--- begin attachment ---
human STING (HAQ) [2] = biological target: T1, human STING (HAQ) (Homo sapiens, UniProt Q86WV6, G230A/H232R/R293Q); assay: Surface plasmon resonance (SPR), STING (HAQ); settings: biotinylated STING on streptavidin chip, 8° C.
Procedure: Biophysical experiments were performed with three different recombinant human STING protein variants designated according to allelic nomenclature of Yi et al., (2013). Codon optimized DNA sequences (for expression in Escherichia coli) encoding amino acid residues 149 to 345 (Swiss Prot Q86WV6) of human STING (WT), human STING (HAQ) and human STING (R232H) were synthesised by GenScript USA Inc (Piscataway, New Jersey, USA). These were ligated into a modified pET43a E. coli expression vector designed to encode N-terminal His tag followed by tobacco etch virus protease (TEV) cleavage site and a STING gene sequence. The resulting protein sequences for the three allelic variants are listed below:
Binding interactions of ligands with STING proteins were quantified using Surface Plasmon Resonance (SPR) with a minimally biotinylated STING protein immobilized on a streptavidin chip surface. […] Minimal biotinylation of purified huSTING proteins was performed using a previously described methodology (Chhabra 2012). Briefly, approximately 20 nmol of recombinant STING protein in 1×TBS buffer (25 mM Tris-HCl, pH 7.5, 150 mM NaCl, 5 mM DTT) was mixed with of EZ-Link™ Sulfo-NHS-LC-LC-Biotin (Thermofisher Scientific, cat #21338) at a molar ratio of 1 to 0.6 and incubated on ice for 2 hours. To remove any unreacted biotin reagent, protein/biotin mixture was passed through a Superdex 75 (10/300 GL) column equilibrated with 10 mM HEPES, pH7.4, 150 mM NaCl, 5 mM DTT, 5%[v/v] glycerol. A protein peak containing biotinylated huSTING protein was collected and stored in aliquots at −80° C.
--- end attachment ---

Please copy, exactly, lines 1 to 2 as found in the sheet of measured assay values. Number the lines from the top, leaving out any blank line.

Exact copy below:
human STING (HAQ) [2] = biological target: T1, human STING (HAQ) (Homo sapiens, UniProt Q86WV6, G230A/H232R/R293Q); assay: Surface plasmon resonance (SPR), STING (HAQ); settings: biotinylated STING on streptavidin chip, 8° C.
Procedure: Biophysical experiments were performed with three different recombinant human STING protein variants designated according to allelic nomenclature of Yi et al., (2013). Codon optimized DNA sequences (for expression in Escherichia coli) encoding amino acid residues 149 to 345 (Swiss Prot Q86WV6) of human STING (WT), human STING (HAQ) and human STING (R232H) were synthesised by GenScript USA Inc (Piscataway, New Jersey, USA). These were ligated into a modified pET43a E. coli expression vector designed to encode N-terminal His tag followed by tobacco etch virus protease (TEV) cleavage site and a STING gene sequence. The resulting protein sequences for the three allelic variants are listed below: